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Proceedings Paper

Extremophiles, survivophiles, and the continuity of life on Earth
Author(s): Carol Chao; Carissa E. Chu; Jonathan D. Trent
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Paper Abstract

In this paper we describe "extremophiles" and "survivophiles" and consider their role in the continuity and perpetuity of life throughout Earth's turbulent history. The term "extremophiles" refers to organisms active in what are considered by human beings to be extreme physical or chemical environments. The term "survivophiles" collectively refers to organisms capable of assuming reversible inactive states (suspended or latent), which enable them to survive harsh conditions until what they consider hospitable conditions to metabolic activity return. We present the various biological states of individual organisms (active, inactive, transition) and how these states relate to the dynamic biological-physicalchemical context that makes up an organism's environment. We argue that within these states the special adaptations of extremophiles and survivophiles have allowed life as a phenomenon to withstand global catastrophes, which include massive volcanic eruptions, supernovae explosions, and asteroid impacts. These are the catastrophes that changed the environments on Earth too quickly for organisms to adapt by Darwinian evolution. We suggest that genetic adaptations of extremophiles both allow them to thrive under at least some of the harsh conditions caused by catastrophes and these same adaptations also make them a source of genetic information for intrinsically stable macromolecules. This genetic information for stable macromolecules can be shared with other organisms through lateral gene transfer. Similarly, the adaptations of survivophiles increase survival during catastrophes and provide a source of genes for bio-stabilizing molecules (e.g., heat shock proteins, trehalose and other organic solutes). We conclude that the strategies and the specialized genes for growth and survival of extremophiles and survivophiles impact the continuity and perpetuity of life during global catastrophes by expanding the range of possible refugia during these events and by providing genetic information to other organisms.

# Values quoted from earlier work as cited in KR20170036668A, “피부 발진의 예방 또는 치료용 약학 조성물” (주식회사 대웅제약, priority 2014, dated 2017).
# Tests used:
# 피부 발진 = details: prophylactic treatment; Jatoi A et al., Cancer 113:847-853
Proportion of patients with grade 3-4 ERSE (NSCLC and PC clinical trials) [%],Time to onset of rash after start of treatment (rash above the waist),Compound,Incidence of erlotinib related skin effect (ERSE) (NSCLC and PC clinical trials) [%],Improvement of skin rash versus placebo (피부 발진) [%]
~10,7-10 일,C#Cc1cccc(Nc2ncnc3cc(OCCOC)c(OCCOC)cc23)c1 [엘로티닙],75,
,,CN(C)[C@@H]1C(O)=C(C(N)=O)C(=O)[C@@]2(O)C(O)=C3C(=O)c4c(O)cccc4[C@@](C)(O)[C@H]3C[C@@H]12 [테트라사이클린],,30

Paper Details

Date Published: 22 September 2005
PDF: 11 pages
Proc. SPIE 5906, Astrobiology and Planetary Missions, 59060B (22 September 2005); doi: 10.1117/12.626561
Show Author Affiliations
Carol Chao, NASA Ames Research Ctr. (United States)
Carissa E. Chu, NASA Ames Research Ctr. (United States)
Jonathan D. Trent, NASA Ames Research Ctr. (United States)


Published in SPIE Proceedings Vol. 5906:
Astrobiology and Planetary Missions
Richard B. Hoover; G. Randall Gladstone; Gilbert V. Levin; Alexei Yu. Rozanov, Editor(s)

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